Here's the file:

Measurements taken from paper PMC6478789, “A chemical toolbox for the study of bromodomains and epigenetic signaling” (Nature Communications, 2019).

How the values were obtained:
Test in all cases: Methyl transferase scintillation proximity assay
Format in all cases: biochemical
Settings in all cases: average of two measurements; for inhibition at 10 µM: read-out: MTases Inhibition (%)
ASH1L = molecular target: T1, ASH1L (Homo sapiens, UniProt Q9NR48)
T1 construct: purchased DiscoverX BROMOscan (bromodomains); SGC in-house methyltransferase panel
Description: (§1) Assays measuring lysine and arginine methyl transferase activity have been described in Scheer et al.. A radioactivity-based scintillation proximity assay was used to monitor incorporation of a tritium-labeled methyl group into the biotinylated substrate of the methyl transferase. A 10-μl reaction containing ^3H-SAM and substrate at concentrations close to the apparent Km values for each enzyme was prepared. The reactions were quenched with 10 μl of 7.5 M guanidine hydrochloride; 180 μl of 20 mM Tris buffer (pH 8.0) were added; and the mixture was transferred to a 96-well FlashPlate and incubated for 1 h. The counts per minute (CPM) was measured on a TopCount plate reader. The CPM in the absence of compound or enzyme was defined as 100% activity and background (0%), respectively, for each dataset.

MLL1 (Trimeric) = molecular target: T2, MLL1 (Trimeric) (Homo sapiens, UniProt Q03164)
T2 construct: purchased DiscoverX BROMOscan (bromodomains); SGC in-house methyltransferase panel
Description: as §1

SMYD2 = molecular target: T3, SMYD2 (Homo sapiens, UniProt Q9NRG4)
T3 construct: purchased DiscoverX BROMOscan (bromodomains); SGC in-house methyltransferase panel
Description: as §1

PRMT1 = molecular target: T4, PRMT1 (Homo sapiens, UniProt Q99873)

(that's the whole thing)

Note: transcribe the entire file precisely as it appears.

Measurements taken from paper PMC6478789, “A chemical toolbox for the study of bromodomains and epigenetic signaling” (Nature Communications, 2019).

How the values were obtained:
Test in all cases: Methyl transferase scintillation proximity assay
Format in all cases: biochemical
Settings in all cases: average of two measurements; for inhibition at 10 µM: read-out: MTases Inhibition (%)
ASH1L = molecular target: T1, ASH1L (Homo sapiens, UniProt Q9NR48)
T1 construct: purchased DiscoverX BROMOscan (bromodomains); SGC in-house methyltransferase panel
Description: (§1) Assays measuring lysine and arginine methyl transferase activity have been described in Scheer et al.. A radioactivity-based scintillation proximity assay was used to monitor incorporation of a tritium-labeled methyl group into the biotinylated substrate of the methyl transferase. A 10-μl reaction containing ^3H-SAM and substrate at concentrations close to the apparent Km values for each enzyme was prepared. The reactions were quenched with 10 μl of 7.5 M guanidine hydrochloride; 180 μl of 20 mM Tris buffer (pH 8.0) were added; and the mixture was transferred to a 96-well FlashPlate and incubated for 1 h. The counts per minute (CPM) was measured on a TopCount plate reader. The CPM in the absence of compound or enzyme was defined as 100% activity and background (0%), respectively, for each dataset.

MLL1 (Trimeric) = molecular target: T2, MLL1 (Trimeric) (Homo sapiens, UniProt Q03164)
T2 construct: purchased DiscoverX BROMOscan (bromodomains); SGC in-house methyltransferase panel
Description: as §1

SMYD2 = molecular target: T3, SMYD2 (Homo sapiens, UniProt Q9NRG4)
T3 construct: purchased DiscoverX BROMOscan (bromodomains); SGC in-house methyltransferase panel
Description: as §1

PRMT1 = molecular target: T4, PRMT1 (Homo sapiens, UniProt Q99873)